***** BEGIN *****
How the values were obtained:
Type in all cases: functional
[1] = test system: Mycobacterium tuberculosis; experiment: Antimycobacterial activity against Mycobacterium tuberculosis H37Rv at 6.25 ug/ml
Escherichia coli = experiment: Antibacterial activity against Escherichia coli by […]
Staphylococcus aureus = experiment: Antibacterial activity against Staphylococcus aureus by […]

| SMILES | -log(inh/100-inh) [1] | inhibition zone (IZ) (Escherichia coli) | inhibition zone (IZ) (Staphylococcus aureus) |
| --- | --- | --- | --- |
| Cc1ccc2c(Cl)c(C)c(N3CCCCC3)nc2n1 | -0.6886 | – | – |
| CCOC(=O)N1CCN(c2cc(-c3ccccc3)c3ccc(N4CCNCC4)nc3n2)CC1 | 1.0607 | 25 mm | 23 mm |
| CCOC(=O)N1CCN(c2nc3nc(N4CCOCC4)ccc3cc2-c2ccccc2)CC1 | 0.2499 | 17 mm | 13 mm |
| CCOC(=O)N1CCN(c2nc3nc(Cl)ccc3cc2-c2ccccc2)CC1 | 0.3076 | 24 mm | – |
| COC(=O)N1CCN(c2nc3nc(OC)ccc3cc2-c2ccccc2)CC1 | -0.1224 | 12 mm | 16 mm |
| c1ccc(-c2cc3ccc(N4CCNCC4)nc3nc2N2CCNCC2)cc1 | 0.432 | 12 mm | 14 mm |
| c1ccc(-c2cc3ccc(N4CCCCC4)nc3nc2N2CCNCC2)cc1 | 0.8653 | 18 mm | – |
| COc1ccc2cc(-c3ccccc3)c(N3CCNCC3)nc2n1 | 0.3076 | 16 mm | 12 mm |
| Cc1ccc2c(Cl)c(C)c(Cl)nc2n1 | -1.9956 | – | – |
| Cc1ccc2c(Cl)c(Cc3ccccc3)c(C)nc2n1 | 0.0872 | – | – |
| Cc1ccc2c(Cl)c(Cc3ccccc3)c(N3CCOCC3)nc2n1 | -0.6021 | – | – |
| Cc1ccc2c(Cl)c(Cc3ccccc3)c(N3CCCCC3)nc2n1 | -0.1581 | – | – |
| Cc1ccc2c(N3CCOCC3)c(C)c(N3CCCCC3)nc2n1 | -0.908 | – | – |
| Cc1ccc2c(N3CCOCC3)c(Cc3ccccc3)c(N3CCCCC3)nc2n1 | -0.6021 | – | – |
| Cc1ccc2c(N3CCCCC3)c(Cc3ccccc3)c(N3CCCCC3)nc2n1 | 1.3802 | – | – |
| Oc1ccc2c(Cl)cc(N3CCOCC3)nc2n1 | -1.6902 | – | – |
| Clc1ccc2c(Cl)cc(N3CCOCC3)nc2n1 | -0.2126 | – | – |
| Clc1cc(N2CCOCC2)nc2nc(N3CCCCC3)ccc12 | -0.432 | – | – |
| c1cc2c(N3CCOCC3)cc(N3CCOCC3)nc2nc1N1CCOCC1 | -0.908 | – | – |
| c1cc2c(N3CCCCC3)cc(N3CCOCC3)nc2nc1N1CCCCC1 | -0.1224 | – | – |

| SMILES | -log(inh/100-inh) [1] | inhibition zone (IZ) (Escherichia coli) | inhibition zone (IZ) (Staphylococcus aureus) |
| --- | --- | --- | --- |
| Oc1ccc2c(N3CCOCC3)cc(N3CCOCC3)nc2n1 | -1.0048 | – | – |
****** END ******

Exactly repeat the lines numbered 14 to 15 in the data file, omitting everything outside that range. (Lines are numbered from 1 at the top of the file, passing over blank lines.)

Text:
| c1ccc(-c2cc3ccc(N4CCCCC4)nc3nc2N2CCNCC2)cc1 | 0.8653 | 18 mm | – |
| COc1ccc2cc(-c3ccccc3)c(N3CCNCC3)nc2n1 | 0.3076 | 16 mm | 12 mm |